When he met her and figured that out, he wasn’t repulsed by it. He wasn’t like, “Whoa, I didn’t know you were that kind of person. I’m gonna keep my arms length away from you, but listen, I’ll pray for you, though.” No, he didn’t say that. He offered her living water. He offered her an opportunity to receive him. 


He received her with joy. What about his friends? Remember the disciples? All day long, they just kept nagging about who the greatest was. Like, “Hey, who’s gonna sit at the right hand of the Father someday? Is it gonna be me? Can it be my brother with me?” And then eventually, I just would’ve thought Jesus just would’ve gotten so mad at them that He would just snap at them, you know? Like, “All you guys are are a bunch of sinners. Matthew, you’re a tax collector. That’s all you are. I’m the Savior around here!” 


No! He didn’t do that. He didn’t lose His joy. He kept on loving them. What about his family, his inner circle? Remember Peter? Peter was like a brother to Jesus, stuck closer than a brother to him. He was in his inner circle. Peter said, “I’ll never leave you. I’ll never deny you. I’ll never lie to you. I’ll never betray you. I’ll always be here with you.” And then what did Peter do? He denied him. He lied to him. What did Jesus do in response? He didn’t sever ties. He didn’t block him on Instagram. He didn’t say, “You’re dead to me.”


No, He found him; He forgave him with joy. I think Paul is teaching us something important here. There will be people who will mess up. People who love us are the ones who, when they mess up, it hurts the most. But what Paul is saying is that when people try to irritate me and take my joy, what does it even matter?


What if we started going around with that mentality? Man, you could try to take away my joy, but what does it even matter? Because it’s never really been about me anyway. It’s always been about Jesus. It’s always been about the King furthering his plan, not furthering my plan. So if somebody gets in the way of that, I’m not going to be affected. Just don’t get in God’s way. 


We can’t let others take our joy. And then number four, last but not least. 


  1. Keep on living for Jesus.


We’ve got to keep on living for Jesus.


What we’ve talked about is that when you find yourself wrapped in chains, when you find yourself in a season of life where it feels like you’re weighed down by life, we’re going to remember what God has done. We’re going to see things God’s way. We’re not going to let others take our joy. And then we’re going to keep on living for Jesus.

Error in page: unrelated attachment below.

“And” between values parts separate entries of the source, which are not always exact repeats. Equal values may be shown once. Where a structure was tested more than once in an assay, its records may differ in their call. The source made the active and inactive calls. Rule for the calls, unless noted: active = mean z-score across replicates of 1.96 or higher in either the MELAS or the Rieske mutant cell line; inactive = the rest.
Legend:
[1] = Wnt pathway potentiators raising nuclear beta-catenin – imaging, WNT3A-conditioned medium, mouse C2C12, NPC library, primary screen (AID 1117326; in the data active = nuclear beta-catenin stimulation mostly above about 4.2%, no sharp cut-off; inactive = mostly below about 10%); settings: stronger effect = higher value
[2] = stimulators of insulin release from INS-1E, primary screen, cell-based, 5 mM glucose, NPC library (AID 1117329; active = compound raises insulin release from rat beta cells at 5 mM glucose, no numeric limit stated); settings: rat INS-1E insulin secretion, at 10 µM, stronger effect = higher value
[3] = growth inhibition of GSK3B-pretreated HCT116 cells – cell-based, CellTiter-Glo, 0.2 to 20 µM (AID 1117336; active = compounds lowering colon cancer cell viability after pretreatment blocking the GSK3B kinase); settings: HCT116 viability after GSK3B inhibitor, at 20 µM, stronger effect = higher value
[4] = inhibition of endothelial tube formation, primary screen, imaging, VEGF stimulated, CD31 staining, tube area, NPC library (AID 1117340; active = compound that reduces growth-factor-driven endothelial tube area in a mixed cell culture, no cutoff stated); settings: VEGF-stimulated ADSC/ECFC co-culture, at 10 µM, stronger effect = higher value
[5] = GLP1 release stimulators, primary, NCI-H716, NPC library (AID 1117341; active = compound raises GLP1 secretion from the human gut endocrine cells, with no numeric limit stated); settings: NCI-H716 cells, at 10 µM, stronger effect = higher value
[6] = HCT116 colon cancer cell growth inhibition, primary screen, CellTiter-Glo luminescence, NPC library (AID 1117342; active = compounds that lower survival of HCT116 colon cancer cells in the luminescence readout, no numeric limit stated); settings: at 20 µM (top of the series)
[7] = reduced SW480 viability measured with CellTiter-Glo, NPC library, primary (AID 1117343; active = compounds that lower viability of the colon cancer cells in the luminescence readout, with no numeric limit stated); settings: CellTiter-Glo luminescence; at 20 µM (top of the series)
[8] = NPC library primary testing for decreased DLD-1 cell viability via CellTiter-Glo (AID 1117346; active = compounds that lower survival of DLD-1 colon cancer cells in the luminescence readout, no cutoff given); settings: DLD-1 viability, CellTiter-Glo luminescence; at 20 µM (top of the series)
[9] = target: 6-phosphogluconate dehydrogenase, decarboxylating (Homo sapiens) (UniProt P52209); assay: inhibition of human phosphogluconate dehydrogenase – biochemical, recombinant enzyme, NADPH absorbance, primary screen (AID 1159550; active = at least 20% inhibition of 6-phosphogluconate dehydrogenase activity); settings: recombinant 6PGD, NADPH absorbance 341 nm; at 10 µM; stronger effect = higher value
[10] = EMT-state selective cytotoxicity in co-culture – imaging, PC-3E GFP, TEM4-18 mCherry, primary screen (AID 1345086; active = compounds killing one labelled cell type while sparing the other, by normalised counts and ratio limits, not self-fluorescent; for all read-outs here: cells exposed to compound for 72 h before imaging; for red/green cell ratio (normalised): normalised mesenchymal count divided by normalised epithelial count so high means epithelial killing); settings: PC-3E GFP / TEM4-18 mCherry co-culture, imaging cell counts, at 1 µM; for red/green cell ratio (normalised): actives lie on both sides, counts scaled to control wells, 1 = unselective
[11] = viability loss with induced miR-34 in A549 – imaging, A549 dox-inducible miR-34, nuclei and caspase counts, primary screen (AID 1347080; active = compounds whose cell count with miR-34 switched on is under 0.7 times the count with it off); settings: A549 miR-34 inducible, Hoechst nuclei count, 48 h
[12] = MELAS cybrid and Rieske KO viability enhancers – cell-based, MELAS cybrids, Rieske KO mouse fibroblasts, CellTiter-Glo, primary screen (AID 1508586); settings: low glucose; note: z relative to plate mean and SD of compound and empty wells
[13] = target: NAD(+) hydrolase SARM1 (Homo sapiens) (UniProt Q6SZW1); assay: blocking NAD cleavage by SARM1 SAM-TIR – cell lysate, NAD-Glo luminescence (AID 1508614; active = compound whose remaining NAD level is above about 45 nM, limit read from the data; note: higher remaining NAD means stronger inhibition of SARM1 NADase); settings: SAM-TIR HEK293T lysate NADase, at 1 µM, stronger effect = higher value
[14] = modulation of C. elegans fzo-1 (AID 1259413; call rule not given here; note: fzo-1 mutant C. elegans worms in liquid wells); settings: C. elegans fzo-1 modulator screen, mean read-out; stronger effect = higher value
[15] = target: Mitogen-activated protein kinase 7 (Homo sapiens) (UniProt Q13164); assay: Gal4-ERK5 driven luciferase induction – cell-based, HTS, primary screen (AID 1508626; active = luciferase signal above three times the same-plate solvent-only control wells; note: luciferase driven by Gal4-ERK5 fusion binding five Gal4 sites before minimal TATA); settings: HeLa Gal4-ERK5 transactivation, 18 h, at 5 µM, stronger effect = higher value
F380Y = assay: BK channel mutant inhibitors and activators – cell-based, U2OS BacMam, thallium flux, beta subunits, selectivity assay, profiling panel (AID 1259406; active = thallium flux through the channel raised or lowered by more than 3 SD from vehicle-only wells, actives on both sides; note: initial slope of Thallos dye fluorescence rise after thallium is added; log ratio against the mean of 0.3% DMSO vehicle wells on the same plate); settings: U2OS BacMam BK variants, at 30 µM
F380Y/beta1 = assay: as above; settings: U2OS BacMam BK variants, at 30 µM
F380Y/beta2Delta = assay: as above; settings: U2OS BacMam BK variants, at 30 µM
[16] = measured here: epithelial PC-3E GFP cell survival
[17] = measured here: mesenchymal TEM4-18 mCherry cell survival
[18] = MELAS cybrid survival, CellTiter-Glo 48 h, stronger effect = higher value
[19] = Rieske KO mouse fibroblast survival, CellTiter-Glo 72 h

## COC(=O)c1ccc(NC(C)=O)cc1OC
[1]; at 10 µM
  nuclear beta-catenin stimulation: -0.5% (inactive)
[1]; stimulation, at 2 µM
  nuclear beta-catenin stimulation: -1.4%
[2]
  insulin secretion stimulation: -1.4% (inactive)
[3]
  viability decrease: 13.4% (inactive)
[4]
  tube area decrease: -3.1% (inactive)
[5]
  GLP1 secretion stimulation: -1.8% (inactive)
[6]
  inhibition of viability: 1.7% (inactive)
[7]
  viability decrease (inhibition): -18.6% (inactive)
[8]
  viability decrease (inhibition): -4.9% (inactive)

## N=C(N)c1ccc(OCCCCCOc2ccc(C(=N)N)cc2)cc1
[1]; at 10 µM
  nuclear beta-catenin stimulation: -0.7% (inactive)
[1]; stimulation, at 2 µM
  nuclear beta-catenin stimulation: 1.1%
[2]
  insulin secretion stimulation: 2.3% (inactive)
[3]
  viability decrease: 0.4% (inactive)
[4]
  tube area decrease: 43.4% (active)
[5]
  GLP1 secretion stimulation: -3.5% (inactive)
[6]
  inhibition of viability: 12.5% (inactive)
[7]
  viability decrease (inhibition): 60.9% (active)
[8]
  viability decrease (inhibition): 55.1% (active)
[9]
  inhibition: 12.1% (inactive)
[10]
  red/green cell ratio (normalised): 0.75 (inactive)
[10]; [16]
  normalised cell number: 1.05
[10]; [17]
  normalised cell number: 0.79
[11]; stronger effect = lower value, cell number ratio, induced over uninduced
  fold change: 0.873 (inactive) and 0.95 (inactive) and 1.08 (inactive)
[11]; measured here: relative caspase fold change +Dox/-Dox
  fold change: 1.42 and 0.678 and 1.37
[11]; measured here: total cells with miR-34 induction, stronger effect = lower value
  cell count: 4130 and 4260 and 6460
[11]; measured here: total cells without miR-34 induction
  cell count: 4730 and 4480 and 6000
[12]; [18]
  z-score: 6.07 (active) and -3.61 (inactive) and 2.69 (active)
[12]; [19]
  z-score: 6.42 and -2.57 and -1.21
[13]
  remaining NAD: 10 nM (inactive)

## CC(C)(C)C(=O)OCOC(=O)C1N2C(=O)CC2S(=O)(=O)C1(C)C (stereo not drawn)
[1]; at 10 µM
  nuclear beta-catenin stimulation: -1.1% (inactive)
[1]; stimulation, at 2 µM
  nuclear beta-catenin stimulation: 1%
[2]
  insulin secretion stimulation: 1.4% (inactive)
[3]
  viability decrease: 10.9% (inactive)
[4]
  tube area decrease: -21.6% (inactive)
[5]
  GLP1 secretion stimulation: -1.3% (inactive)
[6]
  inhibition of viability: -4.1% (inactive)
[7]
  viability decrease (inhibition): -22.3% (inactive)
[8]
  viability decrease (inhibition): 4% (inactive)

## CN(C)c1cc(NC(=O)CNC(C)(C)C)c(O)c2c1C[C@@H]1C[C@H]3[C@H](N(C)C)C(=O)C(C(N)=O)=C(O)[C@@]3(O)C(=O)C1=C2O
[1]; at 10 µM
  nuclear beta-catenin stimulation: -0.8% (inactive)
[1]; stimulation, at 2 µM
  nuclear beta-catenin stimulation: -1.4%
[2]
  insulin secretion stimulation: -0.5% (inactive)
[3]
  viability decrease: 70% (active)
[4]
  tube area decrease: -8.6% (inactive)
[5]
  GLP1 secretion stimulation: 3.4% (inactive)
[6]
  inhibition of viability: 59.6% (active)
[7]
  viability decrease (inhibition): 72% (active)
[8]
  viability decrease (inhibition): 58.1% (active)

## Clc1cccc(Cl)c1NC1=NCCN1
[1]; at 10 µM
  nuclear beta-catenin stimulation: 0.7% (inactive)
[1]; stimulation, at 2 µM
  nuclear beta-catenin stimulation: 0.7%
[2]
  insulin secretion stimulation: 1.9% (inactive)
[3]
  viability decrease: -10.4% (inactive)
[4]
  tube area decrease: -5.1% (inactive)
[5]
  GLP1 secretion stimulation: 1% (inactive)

We read this verse earlier, but a little bit more to it. Philippians 1:18 says, 


Yes, and I will continue to rejoice for I know that through your prayers and God’s provision of the Spirit of Jesus Christ, what has happened to me will turn out for my deliverance. 


And if you go to verse 21 again, he says, 


For to me, to live is Christ, and to die is gain. 


What Paul is saying is that the key to living with the joy that is eternal is to live for Christ, to live is Christ. Now, I know that seems extremely Sunday school-ish, but the thing is that many of us don’t really live it out this way. For many of us, the issue is that we believe that to live is hobbies. To live is pleasure. To live is my career. To live is a relationship. To live is the weekend. 


Some people almost get it right. Some people are like, “Yeah, to live is faith, to live is family, but most importantly, to live is Razorback football.” So some people are so close, right? They’re almost there! “To live is just to get to the thing that I’m excited about.”


Many of us are waiting for those things to fulfill us. Like, “I can’t wait for vacation because then I’ll have joy.” Or, “I can’t wait for lake season. Just get me on my boat. That’s my happy place.” Or, “I can’t wait for Friday night. Just get me to Friday at 5 pm, and I’ll have joy all weekend long until about Sunday at three o’clock, and then I’ll get worried about Monday again.”


Okay, it’s not bad to look ahead and get excited about the future, but how many of you know that when you live for Christ, it’s possible to have joy on Monday, too? If you live life to the fullest and understand that to live is Christ, He’ll give you joy like no other.